Being the friend, child, parent, sibling, grandparent, or any other loved one of an addict is a devastating role. You have to watch your loved one stumble through destructive behaviors, losing jobs, losing friends, and doing irreparable harm to their health and well-being. You may also have been taken advantage of by this person. Addicts tend to lie, steal, cheat, and do anything they can to get their fix. Their family members and friends are often the ones who are the recipients of these behaviors.
Prescription drug abuse is a growing problem. Deaths from the abuse of prescription painkillers tripled in less than ten years (1999-2008). What is to be done when family members recognize the presence of abuse? Should they be allowed to force loved ones into rehab beyond programs measured in only hours? How does the law protect an individual’s civil rights without denying loved ones a voice when the individual’s very life could be at stake? Full Story
Australia beckons travelers with its beautiful shoreline, interesting wildlife and incomparable geography. However, for many Australian children, the wonder of life there is being dulled by the negative effects of alcohol abuse. The online journal Addiction recently published findings which suggest that children in as many as 20 percent of Australian homes are suffering as a result of alcohol consumption. Full Story
Alcohol abuse can take its toll on the user and their entire family. A cycle of abuse can result in liver damage, pancreatitis, and coronary heart disease. But alcoholism is also a mental disease. Besides contributing to dementia, about a quarter of chronic users will deal with psychiatric problems, namely anxiety and depression. Full Story
Attempting to communicate with a loved one who is dealing with an unacknowledged substance abuse problem is a little like trying to carry on a conversation with someone when you both speak entirely different languages. And in the case of addicts, the language they speak has a grammar and a structure that is so unique and so different from yours that finding any kind of common ground can at times seem next-to-impossible. Nothing you say ever seems to make any impact or any difference to them, and from your perspective the things they say and the rationalizations they make to explain their self-destructive behavior don’t seem to have any connection to reality as you understand it. Full Story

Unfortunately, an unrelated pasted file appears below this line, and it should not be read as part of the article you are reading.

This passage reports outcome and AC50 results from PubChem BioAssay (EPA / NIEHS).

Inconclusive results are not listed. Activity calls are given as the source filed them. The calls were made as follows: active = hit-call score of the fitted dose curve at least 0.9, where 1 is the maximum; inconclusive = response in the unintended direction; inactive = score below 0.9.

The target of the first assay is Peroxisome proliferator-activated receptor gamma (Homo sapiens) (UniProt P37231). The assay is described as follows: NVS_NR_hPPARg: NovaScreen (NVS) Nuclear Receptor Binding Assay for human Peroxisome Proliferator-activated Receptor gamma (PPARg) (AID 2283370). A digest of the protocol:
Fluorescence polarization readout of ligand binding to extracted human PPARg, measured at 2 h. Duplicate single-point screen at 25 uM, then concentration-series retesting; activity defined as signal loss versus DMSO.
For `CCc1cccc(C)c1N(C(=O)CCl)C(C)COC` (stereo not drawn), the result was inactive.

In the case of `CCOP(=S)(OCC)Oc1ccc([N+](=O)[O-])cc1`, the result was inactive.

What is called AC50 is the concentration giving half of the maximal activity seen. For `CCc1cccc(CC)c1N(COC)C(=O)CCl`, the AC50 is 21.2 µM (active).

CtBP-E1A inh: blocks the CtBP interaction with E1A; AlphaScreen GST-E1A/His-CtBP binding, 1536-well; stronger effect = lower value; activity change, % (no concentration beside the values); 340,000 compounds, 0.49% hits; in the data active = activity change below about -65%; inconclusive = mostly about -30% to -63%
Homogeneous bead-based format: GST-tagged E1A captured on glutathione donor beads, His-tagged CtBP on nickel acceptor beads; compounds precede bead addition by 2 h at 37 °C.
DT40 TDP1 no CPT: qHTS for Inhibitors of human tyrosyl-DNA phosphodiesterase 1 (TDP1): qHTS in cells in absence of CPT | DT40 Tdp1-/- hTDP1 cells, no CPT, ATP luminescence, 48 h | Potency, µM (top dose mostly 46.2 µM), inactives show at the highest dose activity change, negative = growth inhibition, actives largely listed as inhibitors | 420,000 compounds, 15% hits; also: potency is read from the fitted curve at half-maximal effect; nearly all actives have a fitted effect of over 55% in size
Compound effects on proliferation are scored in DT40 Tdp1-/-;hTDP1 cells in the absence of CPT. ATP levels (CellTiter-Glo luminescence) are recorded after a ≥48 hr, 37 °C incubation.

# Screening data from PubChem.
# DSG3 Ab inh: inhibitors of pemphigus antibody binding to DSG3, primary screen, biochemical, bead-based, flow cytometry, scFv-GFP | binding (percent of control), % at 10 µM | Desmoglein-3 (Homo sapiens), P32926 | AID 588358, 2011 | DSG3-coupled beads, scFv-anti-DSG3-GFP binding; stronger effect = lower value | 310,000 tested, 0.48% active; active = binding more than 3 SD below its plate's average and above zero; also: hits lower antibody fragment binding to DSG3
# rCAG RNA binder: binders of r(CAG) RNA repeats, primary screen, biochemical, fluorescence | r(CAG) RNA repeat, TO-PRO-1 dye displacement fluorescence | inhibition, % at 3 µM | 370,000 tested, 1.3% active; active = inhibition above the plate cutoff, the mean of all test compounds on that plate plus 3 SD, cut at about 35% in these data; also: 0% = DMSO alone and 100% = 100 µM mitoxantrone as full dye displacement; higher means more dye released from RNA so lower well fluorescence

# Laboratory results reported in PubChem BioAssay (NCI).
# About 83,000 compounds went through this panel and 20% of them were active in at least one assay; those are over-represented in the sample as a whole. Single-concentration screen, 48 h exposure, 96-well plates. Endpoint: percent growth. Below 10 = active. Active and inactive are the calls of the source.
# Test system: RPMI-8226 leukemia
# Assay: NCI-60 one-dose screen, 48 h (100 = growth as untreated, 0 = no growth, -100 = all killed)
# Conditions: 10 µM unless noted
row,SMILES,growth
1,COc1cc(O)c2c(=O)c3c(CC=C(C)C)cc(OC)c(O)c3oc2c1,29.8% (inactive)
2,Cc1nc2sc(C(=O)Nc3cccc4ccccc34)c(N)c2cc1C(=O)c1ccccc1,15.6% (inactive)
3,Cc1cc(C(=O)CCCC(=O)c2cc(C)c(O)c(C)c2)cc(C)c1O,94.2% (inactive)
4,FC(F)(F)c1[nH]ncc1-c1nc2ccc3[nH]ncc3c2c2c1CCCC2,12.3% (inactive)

With the joys of parenting also comes responsibility. Parents are expected to be role models and offer the strength that guides their family. Sometimes parents need strength and guidance or their children’s lives are completely altered. Parents who suffer from drug or alcohol addiction need to find treatment that will help them recover and be the supporting and responsible parent they would like to be for their child. Full Story
As you watch your children grow, you begin to notice some strange behaviors. The teachers are concerned that your daughter is more aggressive than the other kids in her class. Your son has no friends and is bringing home Cs and Ds on his report card.
A new book from the American Association for the Advancement of Science (AAAS) acts as a parents’ guide to helping prevent middle-school students from drinking alcohol. “Delaying That First Drink: A Parents’ Guide” was created by the AAAS’s Science Inside Alcohol Project, funded by the National Institute on Alcohol Abuse and Alcoholism. Parents can find information about the impact of alcohol on the developing brain as well as tips on how to talk to kids about alcohol.
Unless you’re confronted with a situation where your loved one or close friend is struggling with addiction, you’ve likely never thought much about how to support an addict. Why would you? But for millions of people in the U.S., addiction is a very real disease that affects not only the addict, but the entire family. And there’s a lot of misconception about how and when and what to do to support the addict.
Alcoholism brings consequences that extend far past the addict, and well into the lives of family members and friends. The disease is often most difficult for family members who are closely connected to the addict, even to the point of bringing physical and emotional symptoms.